Success through systems

While the initial excitement of a goal will help you come up with ways to chase it, burnout will help you throw away the excess. However, we don't want to throw our goals out entirely.

After a few months, I was still riding to work daily. I kept up the morning workout - having gotten it down to just ten minutes - and I kept doing the get-home-routine. The part that kept these alive was habit. 

I had a system. I didn't stop to think about whether I would work out in the morning - the alarm went off, I got out of bed, and I did it. Generally yawning the whole way through. Every day when I got home from work, I dropped to the ground and started doing pushups in my garage - I didn't even step in the house.

The triggers for chasing our goals can't simply be motivation, but a system. 

If you are trying to save more, don't keep trying to motivate yourself to spend less. Instead, set a system when you immediately transfer money into a savings account on payday. Make sure it's an account where you can't immediately access the money. Even better, invest it directly into something like Raiz (previously known as Acorns) or RateSetter where you can't immediately get the money back for impulse buys.The system does the work for you, and you reap the benefits.

Want to spend more time with a partner, or friends? Don't say 'we'll catch up once a week' - tell yourself that every Friday is date night. The first Thursday of every month is Friends Night Out. Then make sure everyone else knows this to - build a system and stick to it. If no one can make it to Friends Night in January, make sure they know about it for February.

Habits are formed, and success is easy 

Once you have these habits and systems in place, you don't work at your goals anymore. They happen on their own. In January and February in 2017 I was working out constantly and thinking and planning about getting fitter all the time. Through March and April, I got bored, I put my systems in place, and I did things without even thinking. In September I glanced in the mirror and noticed I had the best muscle definition of my life.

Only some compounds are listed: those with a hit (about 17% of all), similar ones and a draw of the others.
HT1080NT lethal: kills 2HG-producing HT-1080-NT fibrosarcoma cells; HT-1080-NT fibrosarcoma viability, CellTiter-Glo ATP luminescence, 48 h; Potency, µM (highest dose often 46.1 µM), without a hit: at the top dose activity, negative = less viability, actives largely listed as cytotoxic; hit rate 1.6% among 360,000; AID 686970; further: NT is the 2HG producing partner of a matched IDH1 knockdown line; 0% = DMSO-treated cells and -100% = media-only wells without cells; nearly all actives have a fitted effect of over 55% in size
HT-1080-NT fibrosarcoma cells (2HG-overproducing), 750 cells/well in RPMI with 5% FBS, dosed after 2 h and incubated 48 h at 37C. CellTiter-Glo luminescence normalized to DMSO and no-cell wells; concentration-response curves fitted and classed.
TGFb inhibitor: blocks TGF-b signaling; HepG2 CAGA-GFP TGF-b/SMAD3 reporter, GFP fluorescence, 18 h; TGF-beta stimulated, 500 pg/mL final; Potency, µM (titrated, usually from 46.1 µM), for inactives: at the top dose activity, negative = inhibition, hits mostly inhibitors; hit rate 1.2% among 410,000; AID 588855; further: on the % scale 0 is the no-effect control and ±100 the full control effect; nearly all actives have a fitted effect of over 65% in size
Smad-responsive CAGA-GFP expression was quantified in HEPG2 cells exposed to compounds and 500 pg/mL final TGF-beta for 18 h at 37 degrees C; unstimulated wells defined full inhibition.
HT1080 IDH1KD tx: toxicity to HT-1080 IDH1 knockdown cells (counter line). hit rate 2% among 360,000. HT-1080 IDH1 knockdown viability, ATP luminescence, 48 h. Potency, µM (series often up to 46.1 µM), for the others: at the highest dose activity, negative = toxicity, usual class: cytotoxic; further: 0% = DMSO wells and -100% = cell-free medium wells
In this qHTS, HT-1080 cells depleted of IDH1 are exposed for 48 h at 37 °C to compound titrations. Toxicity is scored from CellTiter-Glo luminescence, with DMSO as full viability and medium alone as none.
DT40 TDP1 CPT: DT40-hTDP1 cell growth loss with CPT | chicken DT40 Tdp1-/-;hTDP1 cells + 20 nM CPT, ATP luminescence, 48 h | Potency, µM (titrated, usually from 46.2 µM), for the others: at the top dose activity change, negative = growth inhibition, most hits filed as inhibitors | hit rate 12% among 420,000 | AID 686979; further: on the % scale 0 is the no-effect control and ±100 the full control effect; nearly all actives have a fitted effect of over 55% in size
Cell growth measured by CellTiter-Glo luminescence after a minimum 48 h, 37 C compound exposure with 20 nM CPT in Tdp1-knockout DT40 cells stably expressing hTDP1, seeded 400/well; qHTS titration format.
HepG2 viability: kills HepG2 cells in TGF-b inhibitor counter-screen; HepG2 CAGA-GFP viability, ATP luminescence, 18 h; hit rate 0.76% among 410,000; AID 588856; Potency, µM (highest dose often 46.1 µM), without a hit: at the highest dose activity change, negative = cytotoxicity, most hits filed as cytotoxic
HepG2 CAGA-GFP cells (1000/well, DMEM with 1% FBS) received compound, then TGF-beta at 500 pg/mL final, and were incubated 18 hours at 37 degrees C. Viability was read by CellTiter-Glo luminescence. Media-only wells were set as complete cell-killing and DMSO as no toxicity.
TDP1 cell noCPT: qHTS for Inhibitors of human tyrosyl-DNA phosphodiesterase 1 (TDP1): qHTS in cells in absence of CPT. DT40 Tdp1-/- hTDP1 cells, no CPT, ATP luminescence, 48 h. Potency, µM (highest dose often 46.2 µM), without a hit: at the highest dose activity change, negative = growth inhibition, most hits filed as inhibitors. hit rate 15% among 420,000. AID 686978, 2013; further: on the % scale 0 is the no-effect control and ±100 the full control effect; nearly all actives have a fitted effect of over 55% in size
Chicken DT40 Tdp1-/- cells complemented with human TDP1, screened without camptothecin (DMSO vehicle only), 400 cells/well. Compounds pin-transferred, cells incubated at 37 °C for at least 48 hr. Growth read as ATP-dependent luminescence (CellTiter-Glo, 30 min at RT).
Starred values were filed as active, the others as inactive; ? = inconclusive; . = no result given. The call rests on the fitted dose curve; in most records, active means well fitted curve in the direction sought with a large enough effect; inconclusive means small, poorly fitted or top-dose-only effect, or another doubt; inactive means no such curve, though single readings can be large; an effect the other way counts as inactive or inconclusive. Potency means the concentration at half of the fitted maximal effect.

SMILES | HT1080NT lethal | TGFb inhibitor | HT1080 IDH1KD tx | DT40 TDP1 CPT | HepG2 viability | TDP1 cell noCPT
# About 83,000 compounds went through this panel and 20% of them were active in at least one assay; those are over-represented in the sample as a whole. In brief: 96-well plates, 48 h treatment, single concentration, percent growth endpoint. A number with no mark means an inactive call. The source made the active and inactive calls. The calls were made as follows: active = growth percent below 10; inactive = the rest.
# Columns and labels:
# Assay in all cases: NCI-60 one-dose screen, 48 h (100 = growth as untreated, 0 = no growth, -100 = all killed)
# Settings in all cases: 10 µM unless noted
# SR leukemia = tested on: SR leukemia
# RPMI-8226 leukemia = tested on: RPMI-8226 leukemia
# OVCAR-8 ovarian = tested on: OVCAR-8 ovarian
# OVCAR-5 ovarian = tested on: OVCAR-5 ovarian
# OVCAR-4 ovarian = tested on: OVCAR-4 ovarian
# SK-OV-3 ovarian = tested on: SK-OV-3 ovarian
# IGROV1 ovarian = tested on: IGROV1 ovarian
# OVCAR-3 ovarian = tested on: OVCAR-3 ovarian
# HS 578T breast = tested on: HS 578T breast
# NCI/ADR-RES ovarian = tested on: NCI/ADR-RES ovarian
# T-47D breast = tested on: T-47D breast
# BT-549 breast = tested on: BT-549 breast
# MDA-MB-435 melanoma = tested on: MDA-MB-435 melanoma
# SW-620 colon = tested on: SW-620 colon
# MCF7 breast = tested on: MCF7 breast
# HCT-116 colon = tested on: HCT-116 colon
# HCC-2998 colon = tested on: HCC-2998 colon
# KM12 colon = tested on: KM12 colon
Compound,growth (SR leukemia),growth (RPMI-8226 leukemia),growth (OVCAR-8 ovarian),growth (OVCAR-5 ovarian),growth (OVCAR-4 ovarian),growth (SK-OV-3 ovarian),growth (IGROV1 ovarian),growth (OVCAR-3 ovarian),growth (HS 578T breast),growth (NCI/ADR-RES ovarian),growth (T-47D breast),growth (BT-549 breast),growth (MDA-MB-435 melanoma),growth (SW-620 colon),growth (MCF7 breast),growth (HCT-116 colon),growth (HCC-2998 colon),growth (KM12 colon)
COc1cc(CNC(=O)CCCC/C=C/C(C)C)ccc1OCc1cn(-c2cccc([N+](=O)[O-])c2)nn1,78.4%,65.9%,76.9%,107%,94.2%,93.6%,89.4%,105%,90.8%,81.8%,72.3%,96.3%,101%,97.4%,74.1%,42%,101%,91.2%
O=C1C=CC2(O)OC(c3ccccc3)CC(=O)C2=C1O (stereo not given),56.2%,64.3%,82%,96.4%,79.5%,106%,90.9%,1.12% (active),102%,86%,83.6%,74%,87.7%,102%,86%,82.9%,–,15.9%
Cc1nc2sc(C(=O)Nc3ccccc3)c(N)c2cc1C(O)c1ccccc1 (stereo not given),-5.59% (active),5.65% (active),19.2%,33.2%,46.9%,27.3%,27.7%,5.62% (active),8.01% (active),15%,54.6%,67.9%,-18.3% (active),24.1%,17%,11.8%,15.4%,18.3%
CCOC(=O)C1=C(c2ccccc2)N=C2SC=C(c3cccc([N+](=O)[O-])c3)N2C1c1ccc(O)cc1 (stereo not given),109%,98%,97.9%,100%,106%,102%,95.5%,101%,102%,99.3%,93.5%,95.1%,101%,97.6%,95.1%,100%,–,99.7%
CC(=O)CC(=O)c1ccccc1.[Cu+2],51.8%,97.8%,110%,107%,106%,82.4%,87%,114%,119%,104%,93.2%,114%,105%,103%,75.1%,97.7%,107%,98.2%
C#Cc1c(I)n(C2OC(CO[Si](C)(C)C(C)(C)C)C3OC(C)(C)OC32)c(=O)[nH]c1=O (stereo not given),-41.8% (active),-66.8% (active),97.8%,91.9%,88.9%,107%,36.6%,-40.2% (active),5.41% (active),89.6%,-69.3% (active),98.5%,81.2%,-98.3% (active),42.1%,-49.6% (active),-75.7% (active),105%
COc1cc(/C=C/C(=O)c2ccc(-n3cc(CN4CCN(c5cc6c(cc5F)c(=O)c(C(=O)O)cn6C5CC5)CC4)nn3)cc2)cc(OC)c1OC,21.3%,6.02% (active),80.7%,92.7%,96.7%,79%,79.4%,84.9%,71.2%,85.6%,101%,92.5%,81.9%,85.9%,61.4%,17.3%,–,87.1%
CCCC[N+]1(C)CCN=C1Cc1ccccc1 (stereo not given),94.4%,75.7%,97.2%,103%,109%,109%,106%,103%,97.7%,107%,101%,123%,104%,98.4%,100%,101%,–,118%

Success didn't happen when I was chasing it, but when I'd built a system that had me nurturing those goals every day.

In the same way, I opened a First Home Saver account in my teenage years. This was an Australian Government incentive where they would pay you a 17% bonus on any money invested, up to a certain amount. To get the full incentive you needed to deposit $5,000 a year, or $96.15 a week. I set up an automated transfer and forgot about it until three years later, when I withdrew almost $20,000.

Learn your systems, and don't break them

I leave you with a word of warning - every system needs maintenance. Most importantly though, every system has an on-switch. Your systems for success aren't a perpetual motion machine, and they won't keep going if you neglect them.

Skipping a day or two may seem harmless, but each skip weakens the systems. If you stop exercising because you have a cold, when you start again it's almost (but not quite) like building the habit from scratch. Thankfully systems are easier to revive than to build, but reviving them is work, which is frustrating when you had a no-effort system in place.

Secondly, learn what the go-button is for your system, and don't break it. My afternoon workouts were done in the garage, using weight plates and a yoga mat for comfort. In early 2018 Mr. FIRE decided he also wanted to get fit, and moved the workout gear inside the house where they were easier to use. Within a week, my routine was gone - rather than working out when I got home, I would come inside and greet Mr FIRE. Somehow, time would whirl away, and I wouldn't get to my workouts. I didn't pick up the routine again for another 6 months.

Lastly, tie your habits to something you can't miss. For example, if you tell yourself you will exercise at 6pm, and get home at 6:15pm then the moment is gone. However if you're workouts are tied to 'when I get home from work' then you can guarantee you'll exercise every day - at least until you take holidays, or hit the dream of Financial Independence.